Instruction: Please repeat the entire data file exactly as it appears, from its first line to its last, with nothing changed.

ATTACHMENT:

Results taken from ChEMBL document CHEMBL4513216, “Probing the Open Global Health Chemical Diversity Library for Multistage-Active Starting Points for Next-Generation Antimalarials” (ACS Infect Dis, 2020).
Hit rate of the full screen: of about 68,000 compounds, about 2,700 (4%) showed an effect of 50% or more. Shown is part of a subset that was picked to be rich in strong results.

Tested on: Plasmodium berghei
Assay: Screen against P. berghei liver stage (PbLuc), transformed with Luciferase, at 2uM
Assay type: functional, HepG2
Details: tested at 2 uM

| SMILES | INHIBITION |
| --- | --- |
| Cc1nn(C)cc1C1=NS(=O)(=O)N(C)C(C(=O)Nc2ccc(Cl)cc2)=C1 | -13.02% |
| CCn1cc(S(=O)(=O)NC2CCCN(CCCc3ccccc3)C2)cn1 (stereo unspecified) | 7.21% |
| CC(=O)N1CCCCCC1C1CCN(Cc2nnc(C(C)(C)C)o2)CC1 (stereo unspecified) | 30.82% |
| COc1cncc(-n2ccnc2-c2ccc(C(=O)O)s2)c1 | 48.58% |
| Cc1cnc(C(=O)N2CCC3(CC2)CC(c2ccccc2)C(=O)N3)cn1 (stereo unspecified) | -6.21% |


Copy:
Results taken from ChEMBL document CHEMBL4513216, “Probing the Open Global Health Chemical Diversity Library for Multistage-Active Starting Points for Next-Generation Antimalarials” (ACS Infect Dis, 2020).
Hit rate of the full screen: of about 68,000 compounds, about 2,700 (4%) showed an effect of 50% or more. Shown is part of a subset that was picked to be rich in strong results.

Tested on: Plasmodium berghei
Assay: Screen against P. berghei liver stage (PbLuc), transformed with Luciferase, at 2uM
Assay type: functional, HepG2
Details: tested at 2 uM

| SMILES | INHIBITION |
| --- | --- |
| Cc1nn(C)cc1C1=NS(=O)(=O)N(C)C(C(=O)Nc2ccc(Cl)cc2)=C1 | -13.02% |
| CCn1cc(S(=O)(=O)NC2CCCN(CCCc3ccccc3)C2)cn1 (stereo unspecified) | 7.21% |
| CC(=O)N1CCCCCC1C1CCN(Cc2nnc(C(C)(C)C)o2)CC1 (stereo unspecified) | 30.82% |
| COc1cncc(-n2ccnc2-c2ccc(C(=O)O)s2)c1 | 48.58% |
| Cc1cnc(C(=O)N2CCC3(CC2)CC(c2ccccc2)C(=O)N3)cn1 (stereo unspecified) | -6.21% |